Setting and Meeting Behavioural Goals:
The BCBA needs to help the client set realistic goals and come up with a reasonable plan of action to help the client achieve those goals. Setting realistic goals and achieving them helps give the client a sense of progress and satisfaction, helping them keep their morale up and keep working towards changing their behavior one step at a time. It gives the client reason to celebrate and keep working towards bettering themselves and maintaining a positive outlook throughout their treatment.
Keeping detailed notes of patients meetings and progress:
The Board Certified Behaviour Analyst is also supposed to keep detailed notes of all patient meetings and keep constant track of the patients’ progress. This can become useful when the BCBA needs to refer to past meetings to notice how the patient’s behavior has changed. Keeping track of patients progress also makes sure that the BCBA can see the rate at which the patient is progressing and also show family, friends, and doctors of the patient the results so that they can put their mind at ease knowing that the treatment is working at a particular pace by referring to the notes and progress trackers.
Using methods such as reinforcement and conditioning:
Behavior and behavioral changes are strongly related to the field of psychology. Using positive reinforcement, negative reinforcement, and conditioning behavioral changes are ways where behavioral psychology and its teachings can influence and change behavior. Such methods help further change behavior and can increase the rate at which behavior change occurs. On top of this, other methods exist in behavioral psychology to help and aid Board Certified Behavior Analysts to better treat the patient and ensure that the behavior change takes place sooner rather than later.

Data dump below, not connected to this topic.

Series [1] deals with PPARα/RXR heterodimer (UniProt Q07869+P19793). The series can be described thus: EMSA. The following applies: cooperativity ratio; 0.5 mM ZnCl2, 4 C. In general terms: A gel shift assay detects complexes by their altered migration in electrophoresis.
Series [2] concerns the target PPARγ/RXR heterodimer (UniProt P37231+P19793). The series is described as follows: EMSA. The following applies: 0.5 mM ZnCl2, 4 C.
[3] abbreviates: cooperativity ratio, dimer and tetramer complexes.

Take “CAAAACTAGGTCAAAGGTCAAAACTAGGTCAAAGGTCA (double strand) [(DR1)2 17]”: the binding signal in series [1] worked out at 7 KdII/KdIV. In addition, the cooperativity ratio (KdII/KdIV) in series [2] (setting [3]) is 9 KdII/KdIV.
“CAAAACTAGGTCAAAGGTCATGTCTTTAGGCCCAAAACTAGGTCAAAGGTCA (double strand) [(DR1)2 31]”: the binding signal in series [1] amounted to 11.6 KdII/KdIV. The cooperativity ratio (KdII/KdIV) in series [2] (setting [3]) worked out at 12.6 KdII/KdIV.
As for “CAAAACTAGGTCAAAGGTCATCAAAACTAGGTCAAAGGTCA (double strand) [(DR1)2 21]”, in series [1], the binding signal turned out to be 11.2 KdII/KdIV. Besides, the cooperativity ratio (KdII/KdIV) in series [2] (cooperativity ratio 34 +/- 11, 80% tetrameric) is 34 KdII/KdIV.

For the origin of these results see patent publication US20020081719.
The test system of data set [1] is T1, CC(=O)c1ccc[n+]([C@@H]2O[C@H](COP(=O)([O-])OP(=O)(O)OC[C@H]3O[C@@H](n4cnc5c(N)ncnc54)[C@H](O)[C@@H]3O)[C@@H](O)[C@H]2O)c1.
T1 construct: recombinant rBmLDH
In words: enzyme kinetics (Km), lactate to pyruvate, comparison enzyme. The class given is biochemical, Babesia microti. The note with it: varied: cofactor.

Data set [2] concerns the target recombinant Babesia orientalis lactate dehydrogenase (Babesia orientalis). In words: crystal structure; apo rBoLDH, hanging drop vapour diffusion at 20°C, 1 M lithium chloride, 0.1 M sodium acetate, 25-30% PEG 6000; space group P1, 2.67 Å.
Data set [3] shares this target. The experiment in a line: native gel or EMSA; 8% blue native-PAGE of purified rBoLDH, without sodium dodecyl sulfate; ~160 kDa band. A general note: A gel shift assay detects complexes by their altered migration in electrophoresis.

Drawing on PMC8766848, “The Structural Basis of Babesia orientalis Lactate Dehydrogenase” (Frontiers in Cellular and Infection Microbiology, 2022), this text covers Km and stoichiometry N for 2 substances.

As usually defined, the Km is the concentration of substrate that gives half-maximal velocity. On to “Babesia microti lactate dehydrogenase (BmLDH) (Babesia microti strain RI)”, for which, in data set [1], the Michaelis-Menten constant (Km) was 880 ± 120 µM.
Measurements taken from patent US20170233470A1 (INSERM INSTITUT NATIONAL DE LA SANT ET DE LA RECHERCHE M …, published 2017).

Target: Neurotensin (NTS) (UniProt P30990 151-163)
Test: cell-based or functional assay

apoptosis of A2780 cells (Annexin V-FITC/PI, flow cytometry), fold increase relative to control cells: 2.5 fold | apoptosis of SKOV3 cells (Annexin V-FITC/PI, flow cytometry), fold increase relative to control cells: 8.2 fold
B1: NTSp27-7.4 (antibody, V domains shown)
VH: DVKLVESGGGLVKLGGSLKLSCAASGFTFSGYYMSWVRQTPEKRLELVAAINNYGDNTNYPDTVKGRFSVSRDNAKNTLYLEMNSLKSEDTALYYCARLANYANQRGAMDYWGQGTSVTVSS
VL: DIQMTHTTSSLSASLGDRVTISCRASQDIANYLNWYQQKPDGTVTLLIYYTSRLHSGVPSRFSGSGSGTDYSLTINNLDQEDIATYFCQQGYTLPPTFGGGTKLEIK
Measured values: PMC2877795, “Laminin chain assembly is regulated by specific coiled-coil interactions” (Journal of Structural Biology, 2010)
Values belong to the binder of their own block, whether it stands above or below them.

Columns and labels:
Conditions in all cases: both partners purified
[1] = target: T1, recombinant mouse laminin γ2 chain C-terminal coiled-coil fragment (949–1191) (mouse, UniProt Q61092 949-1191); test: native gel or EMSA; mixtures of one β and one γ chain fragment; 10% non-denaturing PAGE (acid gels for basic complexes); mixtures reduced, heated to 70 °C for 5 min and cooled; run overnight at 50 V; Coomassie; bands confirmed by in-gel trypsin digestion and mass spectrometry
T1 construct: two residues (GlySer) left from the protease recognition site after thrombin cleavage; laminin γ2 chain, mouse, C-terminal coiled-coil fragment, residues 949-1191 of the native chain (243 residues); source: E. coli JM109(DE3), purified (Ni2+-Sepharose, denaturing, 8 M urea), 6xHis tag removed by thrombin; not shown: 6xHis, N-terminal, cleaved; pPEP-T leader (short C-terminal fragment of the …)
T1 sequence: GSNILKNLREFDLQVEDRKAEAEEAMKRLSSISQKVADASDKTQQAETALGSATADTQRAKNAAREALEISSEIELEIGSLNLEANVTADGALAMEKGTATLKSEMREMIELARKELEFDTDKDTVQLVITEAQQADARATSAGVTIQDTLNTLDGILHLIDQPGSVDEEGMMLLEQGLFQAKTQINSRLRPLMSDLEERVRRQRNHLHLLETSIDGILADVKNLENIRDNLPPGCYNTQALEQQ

Research and Analysis:
Another significant factor that Board Certified Behaviour Analysts need to keep in mind is constantly researching and coming up with alternative courses of treatments and other practices to help change behavior and help enforce it. Since the human mind is still being discovered and studied further, new methods of influencing the mind and bringing about change keep popping up in scientific journals and all across the web.
The job of a BCBA is one that requires a high level of education and dedicated hours of practice to get enough experience and credentials to be approved by the American Board of Psychology. However, this hard work does pay off, since Board Certified Behavior Analysts can earn up to a hundred and thirty thousand dollars. This job requires constant attention, care, and willingness to persevere and try out new behavioral change methods. This makes the job of a board-certified behavior analyst both demanding and rewarding at the same time.